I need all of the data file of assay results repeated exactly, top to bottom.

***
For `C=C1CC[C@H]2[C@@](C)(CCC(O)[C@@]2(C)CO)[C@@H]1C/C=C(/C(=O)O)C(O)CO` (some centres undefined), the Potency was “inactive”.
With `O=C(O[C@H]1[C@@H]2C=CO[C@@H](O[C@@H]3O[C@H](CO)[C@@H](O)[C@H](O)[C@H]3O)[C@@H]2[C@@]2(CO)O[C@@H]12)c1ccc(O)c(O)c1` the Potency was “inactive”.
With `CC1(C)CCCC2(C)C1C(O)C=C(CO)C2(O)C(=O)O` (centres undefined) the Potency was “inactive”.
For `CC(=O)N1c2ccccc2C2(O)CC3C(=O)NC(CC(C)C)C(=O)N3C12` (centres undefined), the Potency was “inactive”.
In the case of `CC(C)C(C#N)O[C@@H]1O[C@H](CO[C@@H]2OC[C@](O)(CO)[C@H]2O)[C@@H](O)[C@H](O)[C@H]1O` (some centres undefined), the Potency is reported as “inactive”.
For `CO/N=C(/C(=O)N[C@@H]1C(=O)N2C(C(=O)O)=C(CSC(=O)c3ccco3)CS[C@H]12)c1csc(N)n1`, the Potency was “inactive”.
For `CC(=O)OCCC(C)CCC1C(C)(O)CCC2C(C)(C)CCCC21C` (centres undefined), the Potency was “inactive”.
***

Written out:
For `C=C1CC[C@H]2[C@@](C)(CCC(O)[C@@]2(C)CO)[C@@H]1C/C=C(/C(=O)O)C(O)CO` (some centres undefined), the Potency was “inactive”.
With `O=C(O[C@H]1[C@@H]2C=CO[C@@H](O[C@@H]3O[C@H](CO)[C@@H](O)[C@H](O)[C@H]3O)[C@@H]2[C@@]2(CO)O[C@@H]12)c1ccc(O)c(O)c1` the Potency was “inactive”.
With `CC1(C)CCCC2(C)C1C(O)C=C(CO)C2(O)C(=O)O` (centres undefined) the Potency was “inactive”.
For `CC(=O)N1c2ccccc2C2(O)CC3C(=O)NC(CC(C)C)C(=O)N3C12` (centres undefined), the Potency was “inactive”.
In the case of `CC(C)C(C#N)O[C@@H]1O[C@H](CO[C@@H]2OC[C@](O)(CO)[C@H]2O)[C@@H](O)[C@H](O)[C@H]1O` (some centres undefined), the Potency is reported as “inactive”.
For `CO/N=C(/C(=O)N[C@@H]1C(=O)N2C(C(=O)O)=C(CSC(=O)c3ccco3)CS[C@H]12)c1csc(N)n1`, the Potency was “inactive”.
For `CC(=O)OCCC(C)CCC1C(C)(O)CCC2C(C)(C)CCCC21C` (centres undefined), the Potency was “inactive”.